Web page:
Untidy orchards may help protect from pests

An untidy pear orchard may be better equipped to cope with infestations of pear sucker (Psylla pyri) than a highly-maintained one, a recent trial has found.

The research has been running since February 2011 at Childs Farm in Cooling, Kent, where grower David Long grows 61ha of pears at a site where pear sucker had become a major problem.

The trial's coordinator, Farm Advisory Services Team fruit consultant Chris Levett, allowed the sucker's main predator, the flower bug Anthocoris nemoralis, and other predators - earwigs, hoverfly and lacewing larvae - to multiply enormously.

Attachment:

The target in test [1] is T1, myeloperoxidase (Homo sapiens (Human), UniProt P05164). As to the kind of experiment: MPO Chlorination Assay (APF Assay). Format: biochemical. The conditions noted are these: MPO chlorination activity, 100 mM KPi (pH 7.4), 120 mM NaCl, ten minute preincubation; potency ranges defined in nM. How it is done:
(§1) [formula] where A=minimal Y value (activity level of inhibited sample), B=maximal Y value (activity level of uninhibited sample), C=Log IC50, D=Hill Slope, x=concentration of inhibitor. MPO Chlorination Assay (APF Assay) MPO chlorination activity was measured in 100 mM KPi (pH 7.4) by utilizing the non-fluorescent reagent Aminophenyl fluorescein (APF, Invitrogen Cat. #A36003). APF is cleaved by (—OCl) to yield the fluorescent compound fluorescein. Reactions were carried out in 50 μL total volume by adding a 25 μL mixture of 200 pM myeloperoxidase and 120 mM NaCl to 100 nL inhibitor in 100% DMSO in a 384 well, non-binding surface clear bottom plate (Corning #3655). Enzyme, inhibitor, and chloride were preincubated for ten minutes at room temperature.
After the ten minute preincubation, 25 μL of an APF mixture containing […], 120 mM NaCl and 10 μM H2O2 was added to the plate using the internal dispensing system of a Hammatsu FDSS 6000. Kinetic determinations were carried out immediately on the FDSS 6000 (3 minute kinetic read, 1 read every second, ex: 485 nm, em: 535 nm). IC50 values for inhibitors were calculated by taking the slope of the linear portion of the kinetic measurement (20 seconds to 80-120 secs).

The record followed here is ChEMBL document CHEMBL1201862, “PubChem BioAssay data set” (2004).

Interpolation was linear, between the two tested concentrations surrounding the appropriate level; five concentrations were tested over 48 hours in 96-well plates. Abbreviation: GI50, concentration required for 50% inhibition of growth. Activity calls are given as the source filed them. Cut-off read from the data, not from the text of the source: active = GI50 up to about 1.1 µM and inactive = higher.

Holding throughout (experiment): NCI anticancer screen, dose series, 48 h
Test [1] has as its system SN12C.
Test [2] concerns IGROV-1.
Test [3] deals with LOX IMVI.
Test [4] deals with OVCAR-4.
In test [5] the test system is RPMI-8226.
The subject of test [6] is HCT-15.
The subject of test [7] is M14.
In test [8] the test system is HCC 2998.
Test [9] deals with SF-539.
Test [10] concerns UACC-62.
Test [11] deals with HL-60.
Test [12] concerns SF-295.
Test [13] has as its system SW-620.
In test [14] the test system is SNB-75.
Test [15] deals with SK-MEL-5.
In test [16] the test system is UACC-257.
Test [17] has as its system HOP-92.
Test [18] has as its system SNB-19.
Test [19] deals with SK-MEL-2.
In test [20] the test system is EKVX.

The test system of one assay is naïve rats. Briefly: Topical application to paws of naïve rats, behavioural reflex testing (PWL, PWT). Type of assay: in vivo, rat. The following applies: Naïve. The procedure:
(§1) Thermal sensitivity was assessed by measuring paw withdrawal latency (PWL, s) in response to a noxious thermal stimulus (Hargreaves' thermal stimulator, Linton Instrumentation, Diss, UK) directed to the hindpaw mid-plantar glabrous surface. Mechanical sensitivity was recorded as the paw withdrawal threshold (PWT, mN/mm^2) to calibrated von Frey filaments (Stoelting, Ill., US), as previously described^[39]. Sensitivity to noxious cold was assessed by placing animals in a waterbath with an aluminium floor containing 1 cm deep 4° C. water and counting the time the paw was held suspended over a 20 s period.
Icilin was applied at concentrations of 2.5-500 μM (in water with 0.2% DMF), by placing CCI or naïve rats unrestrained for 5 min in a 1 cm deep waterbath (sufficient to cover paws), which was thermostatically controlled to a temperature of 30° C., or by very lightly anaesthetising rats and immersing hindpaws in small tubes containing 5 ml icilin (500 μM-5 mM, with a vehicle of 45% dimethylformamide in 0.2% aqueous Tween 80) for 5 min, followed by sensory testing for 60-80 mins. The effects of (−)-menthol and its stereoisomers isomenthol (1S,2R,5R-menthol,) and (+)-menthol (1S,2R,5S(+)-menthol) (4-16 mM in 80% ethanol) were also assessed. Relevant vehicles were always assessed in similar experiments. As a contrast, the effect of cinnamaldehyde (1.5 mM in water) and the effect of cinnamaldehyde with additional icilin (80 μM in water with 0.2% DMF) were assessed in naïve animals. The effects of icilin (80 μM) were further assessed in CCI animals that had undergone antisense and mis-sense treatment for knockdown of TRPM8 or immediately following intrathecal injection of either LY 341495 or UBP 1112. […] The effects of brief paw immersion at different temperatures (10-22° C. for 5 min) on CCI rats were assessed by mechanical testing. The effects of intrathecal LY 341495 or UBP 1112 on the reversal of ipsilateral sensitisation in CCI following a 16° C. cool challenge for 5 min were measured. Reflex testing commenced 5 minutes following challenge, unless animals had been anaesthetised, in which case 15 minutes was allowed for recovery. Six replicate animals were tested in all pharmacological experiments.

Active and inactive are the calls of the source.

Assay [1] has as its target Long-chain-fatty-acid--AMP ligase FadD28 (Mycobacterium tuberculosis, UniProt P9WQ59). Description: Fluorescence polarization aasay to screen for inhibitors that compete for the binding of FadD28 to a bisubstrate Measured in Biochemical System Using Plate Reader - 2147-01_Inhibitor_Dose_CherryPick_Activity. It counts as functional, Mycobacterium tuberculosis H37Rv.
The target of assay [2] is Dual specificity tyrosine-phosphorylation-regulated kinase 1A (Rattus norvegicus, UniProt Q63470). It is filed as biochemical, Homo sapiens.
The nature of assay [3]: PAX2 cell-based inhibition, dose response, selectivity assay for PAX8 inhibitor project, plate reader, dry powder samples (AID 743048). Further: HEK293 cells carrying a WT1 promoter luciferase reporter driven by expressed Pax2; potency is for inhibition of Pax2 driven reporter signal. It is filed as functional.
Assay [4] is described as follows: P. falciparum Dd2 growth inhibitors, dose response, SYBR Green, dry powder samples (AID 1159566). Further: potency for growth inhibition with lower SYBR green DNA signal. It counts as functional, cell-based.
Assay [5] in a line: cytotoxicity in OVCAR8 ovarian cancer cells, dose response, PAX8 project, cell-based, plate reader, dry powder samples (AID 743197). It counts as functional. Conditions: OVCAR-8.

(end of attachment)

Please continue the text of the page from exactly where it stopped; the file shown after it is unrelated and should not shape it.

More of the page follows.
"We didn't mow until the end of October so the place looked a terrible mess," he said. "There were masses of nettles along the tree rows and windbreaks, but it was environmental heaven for predators.

"By mid June, we found they had built up to a level that was giving substantial control of the pest despite continued egg laying and by July, instead of having to fight off adult sucker, we were in danger of being eaten alive by anthocorids."

Levett added that insecticide treatments for the pest were largely counterproductive, with the exception of Envidor (spirodiclofen). This was applied on the trial site in mid May.


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